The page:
check lights. to unhitch, reverse from number 6 backward ,don't skip anything.
These instructions would be in case there is any kind of emergency like the truck breaks down and the trailer needs to be put on another truck, etc.

tangledweb
Mar. 25, 2012, 10:28 PM
1) put breakaway wire around ball


Really? Is that common?

UrbanHennery
Mar. 25, 2012, 10:33 PM
I've put it around the ball when there wasn't a good place to put it. Although generally I run it through the same spot on the truck frame that I hook my right chain.

Nipntuck
Mar. 26, 2012, 11:04 AM
I've put it around the ball when there wasn't a good place to put it. Although generally I run it through the same spot on the truck frame that I hook my right chain.

The hauler who delivered my trailer told me this wasn't legal. I clip it to a (already existing) loop on the front left bottom corner of the truck bed for a gooseneck trailer. I'd have to think about where I'd clip it for a bumper pull. Not sure if there is anywhere else?

mvp
Mar. 26, 2012, 12:07 PM
Yes, you can leave it hooked up for a week-- or much longer.

The tongue weight for your trailer will be around 500 lb. That's not a lot in the grand scheme of truck tires and springs/shocks.

I wouldn't crank the jack down (too easy to forget that you did). But you *should* go back there and look at the hitch and lights as part of your normal pre-flight check you do every.single.time.

Personally, I'd rather attached the break away cable to the truck. It would suck rocks if you snapped the ball off at the stem and released the cable so that it could not do it's job. I'm not sure why anyone would recommend the ball's stem as the best point of attachment. Any ideas/lore that I don't know about?

tpup
Mar. 26, 2012, 12:10 PM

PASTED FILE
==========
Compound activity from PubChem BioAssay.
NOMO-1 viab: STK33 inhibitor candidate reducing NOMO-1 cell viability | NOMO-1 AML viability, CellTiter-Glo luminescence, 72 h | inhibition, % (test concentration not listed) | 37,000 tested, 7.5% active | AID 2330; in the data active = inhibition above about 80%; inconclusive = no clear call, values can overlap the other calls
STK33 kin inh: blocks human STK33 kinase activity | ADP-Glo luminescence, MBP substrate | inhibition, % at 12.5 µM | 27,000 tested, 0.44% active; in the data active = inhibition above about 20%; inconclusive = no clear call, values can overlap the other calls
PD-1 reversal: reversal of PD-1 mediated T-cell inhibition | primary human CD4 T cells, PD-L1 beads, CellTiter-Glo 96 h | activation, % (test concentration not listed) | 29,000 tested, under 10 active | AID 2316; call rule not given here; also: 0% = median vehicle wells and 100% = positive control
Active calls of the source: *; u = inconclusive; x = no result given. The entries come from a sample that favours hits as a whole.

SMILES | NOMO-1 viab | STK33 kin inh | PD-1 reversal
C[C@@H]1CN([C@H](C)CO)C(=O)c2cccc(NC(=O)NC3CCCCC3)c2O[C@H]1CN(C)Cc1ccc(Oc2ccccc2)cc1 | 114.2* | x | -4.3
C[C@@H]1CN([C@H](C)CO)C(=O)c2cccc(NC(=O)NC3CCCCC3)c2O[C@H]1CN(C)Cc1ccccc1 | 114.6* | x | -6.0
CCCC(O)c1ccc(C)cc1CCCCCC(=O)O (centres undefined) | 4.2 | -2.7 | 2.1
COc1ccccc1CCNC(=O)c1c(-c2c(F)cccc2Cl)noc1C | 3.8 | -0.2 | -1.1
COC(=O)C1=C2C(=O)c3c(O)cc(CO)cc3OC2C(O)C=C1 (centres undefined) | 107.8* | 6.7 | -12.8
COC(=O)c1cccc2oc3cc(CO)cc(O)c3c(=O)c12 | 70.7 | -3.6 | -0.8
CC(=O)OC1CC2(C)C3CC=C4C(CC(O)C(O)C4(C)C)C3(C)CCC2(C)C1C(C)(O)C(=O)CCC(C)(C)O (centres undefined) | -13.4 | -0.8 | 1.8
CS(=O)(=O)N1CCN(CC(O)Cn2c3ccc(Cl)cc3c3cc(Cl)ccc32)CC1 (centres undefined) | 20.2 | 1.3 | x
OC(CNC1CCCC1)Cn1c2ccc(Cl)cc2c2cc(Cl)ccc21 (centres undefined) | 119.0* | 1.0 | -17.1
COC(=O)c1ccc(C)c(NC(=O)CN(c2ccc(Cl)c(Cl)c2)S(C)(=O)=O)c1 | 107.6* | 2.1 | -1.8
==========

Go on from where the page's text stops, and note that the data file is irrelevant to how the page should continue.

Thanks everyone!

I also run my emergency brake pull-cord through the same hole as the right-side chain (on BP trailer)...and make sure it's not interfering with, or under that chain. That's how the Adam guy told me to do it. I did have an instance once where I turned a bit sharp on a slight hill...the chain pulled and twisted, and "pulled" the cord taut...and pulled it enough that it engaged the emergency brake IN the field as I was coming out of the turn...spun my truck wheels (not realizing what happened) thinking I was stuck...and ended GETTING myself stuck...later realized the trip-cord was OUT. Lesson learned, LOL. Had to dig myself out, sans horse in trailer...and hours of mud later, was kicking myself when I realized what really happened.

asterix
Mar. 26, 2012, 01:45 PM
Well, I leave mine hitched up frequently -- unplug the electric and I do jack it up so it is not resting on the truck. It's part of my standard "checklist" -- plug in, crank jack down and remove foot, unchock wheels.

Janet
Mar. 26, 2012, 02:20 PM
Springs wear through repeated compression and expansion- not constant pressure.

So you are theoretically putting SLIGHTLY more wear on your truck springs by unhitching, or jacking up, every time.

But not enough to worry about.

You don't jack up your truck when you are not using it!!

And when you DO put a car or truck "up on jacks" for long term storage, it is to protect the tires, not the springs.

Bank of Dad
Mar. 26, 2012, 05:57 PM
Yes, but unplug electric always.